Glazed Porcelain:Glazed porcelain is the most popular type of tile. This tile is made from porcelain clays, but glazed for aesthetic effect. They are dense, strong, and best cut with a wet saw. A colored, liquid glaze is applied to the surface of a porcelain body. The tile is fired in a kiln at approximately 2,000 degrees. The glazing process defines the color and surface texture and produces a hard, non-porous, impermeable tile with a water absorption rate of 0.5% or less. SHOP Architessa Glazed Porcelain Collections here.

Color Body Porcelain: Glazed tiles with a solid-colored body similar to the surface glaze's most dominant color.  Synchronizing the color of both the glaze and the body lessens the visibility of chips.  The surface design does not continue through the body, as it only is visible on top.  Color Body Porcelain is always glazed, so referring to a color body tile as "Glazed Color Body" is redundant. SHOP Architessa Color Body Collections here.

Through Body Porcelain: Unglazed tiles produced using colored raw material that comprises the entire tile. These tiles are the only ones on the market currently with uninterrupted color and pattern on the surface all the way through the tile body.  These tiles are typically used in high-traffic commercial applications that require high slip resistance. Commonly referred to as "Unglazed or Full Body," the largest limitation is the lack of designs available.  Visually, they consist of solid colors and simple patterns. SHOP Architessa Through Body Collections here.

Double Loaded Porcelain: Double Loaded Porcelain uses a mix of raw materials infused with color pigments pressed to the base layer and put under high pressure to make a thick layer of design.  It has a different face and body. However, the decorative layer is 3-4mm thick as opposed to 1mm or less, which carries the design deeper into the tile, adding the benefits of a through-body formulated tile. Sometimes, double-loaded tiles are referred to as through-body tiles because the decorative layer runs deeper into the tile. These tiles are also called "Double-Pressed" or "Double-Charged" and should not be confused with Through Body, which has the decorative layer running through the entire body, not just the top 3-4mm.  Double-loaded porcelain is very hard to find on the market in the U.S., as tariffs put a screeching halt to ceramic tile imports from China.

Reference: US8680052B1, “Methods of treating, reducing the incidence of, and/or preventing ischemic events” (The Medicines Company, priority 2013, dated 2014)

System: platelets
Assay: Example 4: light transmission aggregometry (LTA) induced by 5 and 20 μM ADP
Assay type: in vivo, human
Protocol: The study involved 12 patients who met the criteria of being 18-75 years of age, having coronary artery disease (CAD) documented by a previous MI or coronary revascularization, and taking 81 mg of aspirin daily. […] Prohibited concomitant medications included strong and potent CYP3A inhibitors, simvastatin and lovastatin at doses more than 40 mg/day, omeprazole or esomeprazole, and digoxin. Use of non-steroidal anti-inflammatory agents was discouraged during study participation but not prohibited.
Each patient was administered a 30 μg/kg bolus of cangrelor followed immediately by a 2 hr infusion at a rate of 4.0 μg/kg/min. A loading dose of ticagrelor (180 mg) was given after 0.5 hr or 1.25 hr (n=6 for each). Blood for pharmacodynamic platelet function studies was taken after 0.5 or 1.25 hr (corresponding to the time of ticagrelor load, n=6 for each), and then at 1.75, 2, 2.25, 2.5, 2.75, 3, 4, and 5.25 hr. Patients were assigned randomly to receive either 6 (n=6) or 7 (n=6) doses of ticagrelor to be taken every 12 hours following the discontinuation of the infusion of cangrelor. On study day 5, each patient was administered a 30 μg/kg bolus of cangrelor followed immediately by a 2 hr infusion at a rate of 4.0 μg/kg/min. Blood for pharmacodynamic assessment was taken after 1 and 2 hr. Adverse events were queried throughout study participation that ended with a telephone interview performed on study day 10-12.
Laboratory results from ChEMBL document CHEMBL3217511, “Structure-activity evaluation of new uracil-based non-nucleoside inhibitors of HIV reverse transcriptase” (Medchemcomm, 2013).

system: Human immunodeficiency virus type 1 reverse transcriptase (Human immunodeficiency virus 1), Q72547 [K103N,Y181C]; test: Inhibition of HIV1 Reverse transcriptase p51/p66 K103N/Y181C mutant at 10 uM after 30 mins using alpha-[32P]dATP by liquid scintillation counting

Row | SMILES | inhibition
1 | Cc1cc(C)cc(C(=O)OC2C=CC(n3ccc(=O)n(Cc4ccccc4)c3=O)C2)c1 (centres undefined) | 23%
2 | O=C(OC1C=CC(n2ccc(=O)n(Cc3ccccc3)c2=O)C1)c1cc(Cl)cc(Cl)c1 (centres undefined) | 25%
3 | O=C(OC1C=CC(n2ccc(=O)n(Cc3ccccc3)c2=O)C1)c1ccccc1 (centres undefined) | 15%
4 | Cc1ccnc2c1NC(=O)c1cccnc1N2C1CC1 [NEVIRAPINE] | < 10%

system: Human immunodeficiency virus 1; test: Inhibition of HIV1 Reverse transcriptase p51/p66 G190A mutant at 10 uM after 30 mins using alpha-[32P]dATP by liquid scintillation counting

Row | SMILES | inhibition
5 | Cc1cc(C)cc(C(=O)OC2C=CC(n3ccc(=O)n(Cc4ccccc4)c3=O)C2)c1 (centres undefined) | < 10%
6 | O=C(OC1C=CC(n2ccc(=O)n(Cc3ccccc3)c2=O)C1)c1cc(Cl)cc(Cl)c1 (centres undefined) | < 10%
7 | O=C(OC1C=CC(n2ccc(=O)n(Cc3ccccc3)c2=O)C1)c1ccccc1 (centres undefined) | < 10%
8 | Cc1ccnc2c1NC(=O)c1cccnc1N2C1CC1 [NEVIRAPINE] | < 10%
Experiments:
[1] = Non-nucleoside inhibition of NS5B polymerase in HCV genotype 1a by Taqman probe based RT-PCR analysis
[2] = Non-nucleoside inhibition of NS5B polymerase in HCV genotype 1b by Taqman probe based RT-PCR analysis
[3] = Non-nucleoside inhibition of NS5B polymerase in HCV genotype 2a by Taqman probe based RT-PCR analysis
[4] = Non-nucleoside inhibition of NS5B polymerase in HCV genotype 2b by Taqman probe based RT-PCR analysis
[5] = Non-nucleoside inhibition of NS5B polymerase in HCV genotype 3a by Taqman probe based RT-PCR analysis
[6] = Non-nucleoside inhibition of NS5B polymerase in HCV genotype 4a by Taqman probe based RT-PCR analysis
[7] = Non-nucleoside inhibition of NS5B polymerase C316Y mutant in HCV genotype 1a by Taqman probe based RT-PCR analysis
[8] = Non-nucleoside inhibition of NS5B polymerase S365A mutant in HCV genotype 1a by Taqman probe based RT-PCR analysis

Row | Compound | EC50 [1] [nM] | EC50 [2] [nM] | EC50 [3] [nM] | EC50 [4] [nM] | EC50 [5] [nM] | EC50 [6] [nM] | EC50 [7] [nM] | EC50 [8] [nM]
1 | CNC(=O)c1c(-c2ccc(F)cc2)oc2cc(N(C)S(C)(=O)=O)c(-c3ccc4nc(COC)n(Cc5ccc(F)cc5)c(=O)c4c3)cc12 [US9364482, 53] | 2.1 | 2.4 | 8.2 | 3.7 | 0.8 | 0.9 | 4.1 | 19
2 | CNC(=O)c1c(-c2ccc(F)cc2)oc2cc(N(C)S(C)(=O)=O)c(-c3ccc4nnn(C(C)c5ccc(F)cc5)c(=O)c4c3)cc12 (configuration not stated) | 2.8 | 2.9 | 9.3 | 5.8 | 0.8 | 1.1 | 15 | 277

Did you know that Porcelain is a type of Ceramic? Read our Expert Guide on Ceramic Tile to learn in depth tile knowledge or go straight to the types of ceramic chart.


Tile must be grouted, which means grout color is equally important in design as the tile itself and can make a big design statement or blend into the background. Tile samples & photography may not show grout, but this doesn't mean you can skip it on your project. Grout is a big deal, and we recommend reading our Grout 101 to learn about different types of grout, including epoxy, and much more.

Outdoor Tile

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Tile Style Guides

Tile Style Guides

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Style Guide Intro

Checkerboard Tile Design

Checkerboard tile's resurging popularity in recent years is a testament to timeless design, as the pattern first became popular in the 1500s. But checkerboard has evolved from standard black and white into a much wider range of shapes & colors. Learn more in our Expert Guide on Checkerboard Floors.

Expert Guide

Technical Track

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Let's get technical

Continue below to learn about tile industry performance standards or share our PDF.